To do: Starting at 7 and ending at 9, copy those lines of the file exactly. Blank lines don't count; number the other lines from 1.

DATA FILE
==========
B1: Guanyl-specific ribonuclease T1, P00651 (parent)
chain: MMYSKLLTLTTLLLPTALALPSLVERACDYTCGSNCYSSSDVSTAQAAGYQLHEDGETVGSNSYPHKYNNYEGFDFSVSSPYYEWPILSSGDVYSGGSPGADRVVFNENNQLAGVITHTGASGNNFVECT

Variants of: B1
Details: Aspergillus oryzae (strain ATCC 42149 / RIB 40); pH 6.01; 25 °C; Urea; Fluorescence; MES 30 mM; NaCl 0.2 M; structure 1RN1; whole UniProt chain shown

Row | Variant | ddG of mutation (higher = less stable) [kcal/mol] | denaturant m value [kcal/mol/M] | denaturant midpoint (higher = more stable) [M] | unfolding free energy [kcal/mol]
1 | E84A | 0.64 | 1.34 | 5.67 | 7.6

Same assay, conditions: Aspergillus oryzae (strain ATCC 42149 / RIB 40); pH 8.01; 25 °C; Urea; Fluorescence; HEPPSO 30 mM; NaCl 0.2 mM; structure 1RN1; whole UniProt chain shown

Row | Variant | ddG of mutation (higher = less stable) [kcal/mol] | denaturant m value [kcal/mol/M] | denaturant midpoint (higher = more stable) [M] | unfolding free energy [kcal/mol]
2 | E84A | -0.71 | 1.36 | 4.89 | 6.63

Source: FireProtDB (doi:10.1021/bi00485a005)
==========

Same assay, conditions: Aspergillus oryzae (strain ATCC 42149 / RIB 40); pH 8.01; 25 °C; Urea; Fluorescence; HEPPSO 30 mM; NaCl 0.2 mM; structure 1RN1; whole UniProt chain shown

Row | Variant | ddG of mutation (higher = less stable) [kcal/mol] | denaturant m value [kcal/mol/M] | denaturant midpoint (higher = more stable) [M] | unfolding free energy [kcal/mol]
2 | E84A | -0.71 | 1.36 | 4.89 | 6.63